Monday, September 06, 2010

Tony Blair on Afghanistan, Iraq & Islam...

From a column, based on his memoirs, published in The Wall Street Journal:
What is the nature of the threat? It does not derive from something we have done; there was no sense in which the West sought a confrontation. This is essential to the argument. The attacks of Sept. 11 came to most of our citizens as a shock that was utterly unforeseen. Countries like America and Britain were not singling out Muslims for unfair treatment; and insofar as Muslims were caught up in generalized racism towards those of a different race or color, such attitudes were on the way out, not the way in.

The extremism we fear is a strain within Islam. It is wholly contrary to the proper teaching of Islam, but it can't be denied that its practitioners act with reference to their religion. I feel we too often shy away from this assertion, as if it stigmatizes all Muslims. But if it is true—and it is—it has to be faced, not just because it is true, but because otherwise we don't analyze the problem or attain the solution properly. If it is a strain within Islam, the answer lies, in part at the very least, also within Islam. The eradication of that strain can be affected by what we outside Islam do; but it can only be actually eliminated by those within Islam.

Here is where the root of the problem lies. The extremists are small in number, but their narrative—which sees Islam as the victim of a scornful West externally, and an insufficiently religious leadership internally—has a far bigger hold. Indeed, such is the hold that much of the current political leadership feels impelled to go along with this narrative for fear of losing support.

This is a situation with practical consequences. Iraq and Afghanistan are seen as the West's battles. With a few notable distinctions, this is not perceived as a struggle for the heart and soul of Islam. Yet the outcome is surely vastly determinative of such a struggle.

I have my criticisms of Israel and my ideas of to how to make progress. But leave aside for a moment the details of the peace process. As I started to spend more time in Palestine, I was surprised to find it is often easier to raise money for the "resistance" than to fund the patient but essential process of Palestinian state-building. Israel can and should do more to push forward the necessary changes on the ground—the West Bank and Gaza—that can underpin the peace process. However, it is also true that if the Palestinian cause gave up violence emphatically and without ambiguity, there would be a peace agreement within the year. Not enough voices in the Muslim world are asking them to.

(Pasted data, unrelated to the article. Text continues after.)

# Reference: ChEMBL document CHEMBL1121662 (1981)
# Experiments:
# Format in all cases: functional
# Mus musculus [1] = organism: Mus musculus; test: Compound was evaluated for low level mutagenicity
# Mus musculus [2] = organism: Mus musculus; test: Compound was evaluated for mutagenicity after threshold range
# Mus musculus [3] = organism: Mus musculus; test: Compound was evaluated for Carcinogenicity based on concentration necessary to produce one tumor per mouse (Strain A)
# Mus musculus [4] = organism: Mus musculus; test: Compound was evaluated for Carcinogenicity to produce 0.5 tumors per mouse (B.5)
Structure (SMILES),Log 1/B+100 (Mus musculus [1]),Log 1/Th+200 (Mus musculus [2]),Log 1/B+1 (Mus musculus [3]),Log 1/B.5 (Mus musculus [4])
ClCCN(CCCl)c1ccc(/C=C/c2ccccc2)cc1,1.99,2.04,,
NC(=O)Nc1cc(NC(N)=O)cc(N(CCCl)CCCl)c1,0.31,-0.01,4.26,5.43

It is America today that leads the challenge to Iran and its nuclear ambitions. But let us be frank: Iran is a far more immediate threat to its Arab neighbors than it is to America. It is of course a threat to us, too, but this is partly because of what a nuclear-armed Iran would mean for the Middle East, rather than as a direct threat.

The problem is this: Defeating the visible and terrifying manifestations of religious extremism is not enough. Indeed I would go further: This extremism won't be defeated simply by focusing on the extremists alone. It is the narrative that has to be assailed. It has to be avowed, acknowledged; then taken on, inside and outside Islam. It should not be respected. It should be confronted, disagreed with, argued against on grounds of politics, security and religion.

Our people say, "How long are you seriously saying we should hold out?" If, in the 1950s, when faced with the threat of revolutionary Communism, I had asked you how long you expected us to fight it, you would have answered: As long as the threat exists. If I had said it may be for decades, you would have raised an eyebrow, as if to say: Well, if the threat remains for decades, what choice have we? In other words, you would have seen this as a clearly defined threat to our security that left us no alternative but to take it on and beat it. Of course, there were those who said "Better red than dead," but that was surely one of the least appealing slogans to the human spirit ever devised, and only a minority bought it. Most people realized the threat was real and had to be confronted, however long it took.

The difficulty with this present battle lies in defining what "it" is. After Sept. 11 the phrase "the war on terror" was used. People distrusted this, partly for its directness, partly because it seemed too limited. So we dropped it. Yet if what we are fighting is not a war, what is it?
IMHO, with all due respect to Tony Blair, I'd say it's not a war, it's a clash of civilizations...